So i bought a meat grinder for my wife's KitchenAid (Happy Mother's Day baby!) and I put aside a Saturday for "Project Sausage." I decided to go basic the first time around, so I looked up recipes in our copy of The Joy of Cooking, settling on a simple Country Sausage.
The recipe calls for half pork butt/shoulder and half game meat. So here's about two pounds of diced pork butt and venison -- one-inch squared -- that i've put in the freezer for a couple of hours. I made sure there was a lot of fatty pieces as venison is pretty lean.
This part is weirdly satisfying, in a morbid kind of way. I put my meat through twice -- a double-grind. In retrospect, I should have done a third to make the sausages more tender. Live and learn. Step 3 was the seasoning. This is the time to mix in any spices you want to add. The key to this i frying up a little and tasting it to make sure you have the right combination.
Step 4 was the stuffing. I bought 12 feet of "casings" (aka intestine) at a local butcher. I thought it was a little pricey, but there's a lot of casing in there -- it goes a long way. Pro Tip: store the casing in salted water in a baggy, and put it in the freezer. It'll keep this way for months.
I then greased up the sausage attachment (that's what He said), slipped the casing on, and started pushing the seasoned sausage mixture through the feed tube. This was very frustrating as a first-timer, but equally as satisfying. I found the meat would get air stuck in it as I was cramming it in the feed tube which would cause the sausages to balloon up -- a simple prick with a knife solved this. But it was still annoying.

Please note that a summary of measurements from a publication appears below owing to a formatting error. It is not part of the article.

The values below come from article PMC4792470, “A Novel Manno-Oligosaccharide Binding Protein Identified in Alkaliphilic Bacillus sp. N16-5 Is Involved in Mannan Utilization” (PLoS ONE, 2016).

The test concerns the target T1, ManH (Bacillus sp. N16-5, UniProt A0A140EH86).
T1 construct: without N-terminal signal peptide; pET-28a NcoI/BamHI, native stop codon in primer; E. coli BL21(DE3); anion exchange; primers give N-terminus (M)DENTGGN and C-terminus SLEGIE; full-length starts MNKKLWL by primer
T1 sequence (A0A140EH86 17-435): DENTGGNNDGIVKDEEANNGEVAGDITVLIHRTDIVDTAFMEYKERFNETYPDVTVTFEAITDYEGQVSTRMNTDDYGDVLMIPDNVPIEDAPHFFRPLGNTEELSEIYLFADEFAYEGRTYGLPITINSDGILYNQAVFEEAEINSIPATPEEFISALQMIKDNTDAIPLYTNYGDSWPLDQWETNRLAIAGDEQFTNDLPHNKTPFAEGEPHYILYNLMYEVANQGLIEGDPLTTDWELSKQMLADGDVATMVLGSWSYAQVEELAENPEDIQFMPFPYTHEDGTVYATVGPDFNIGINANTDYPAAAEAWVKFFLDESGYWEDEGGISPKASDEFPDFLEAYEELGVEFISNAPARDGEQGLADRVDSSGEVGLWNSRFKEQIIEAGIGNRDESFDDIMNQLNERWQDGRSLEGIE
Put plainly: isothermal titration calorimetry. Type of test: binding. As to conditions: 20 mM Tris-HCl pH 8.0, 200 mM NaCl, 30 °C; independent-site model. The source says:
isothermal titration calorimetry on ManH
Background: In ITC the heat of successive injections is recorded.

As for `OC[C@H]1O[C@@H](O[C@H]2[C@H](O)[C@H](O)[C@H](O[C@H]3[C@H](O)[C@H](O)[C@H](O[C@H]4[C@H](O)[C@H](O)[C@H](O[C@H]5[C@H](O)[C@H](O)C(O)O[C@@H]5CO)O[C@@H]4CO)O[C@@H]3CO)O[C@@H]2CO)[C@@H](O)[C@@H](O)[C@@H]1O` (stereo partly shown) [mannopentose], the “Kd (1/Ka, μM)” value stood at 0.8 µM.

As you can see in the image below, once you get in the groove everything looks pretty polished. The key is to apply slow and steady pressure on the feed tube, then form the links with clockwise, then counter-clockwise, twists.
The end result are pretty good-looking links, no?
I mean, i missed a few here and there, but that's easily remedied before you place them on the smoker.
I dropped some maple chunks in and let them smoke for about two hours -- though 90 minutes would have sufficed.
Here is the luscious result:
Great colour and superb taste. The great thing about these sausages is that they are ready to eat, but also great grilled. And everyone in my house ate 'em up -- deer or no deer. Was it a lot of work? Sure. Was it a little gross? A little maybe. But the results more than made it worthwhile. Having homemade, 100-percent meat sausage -- no filler -- is a great feeling. The only downside is that it'll be hard to consume those cruddy diner breakfast sausages once you've tasted your own.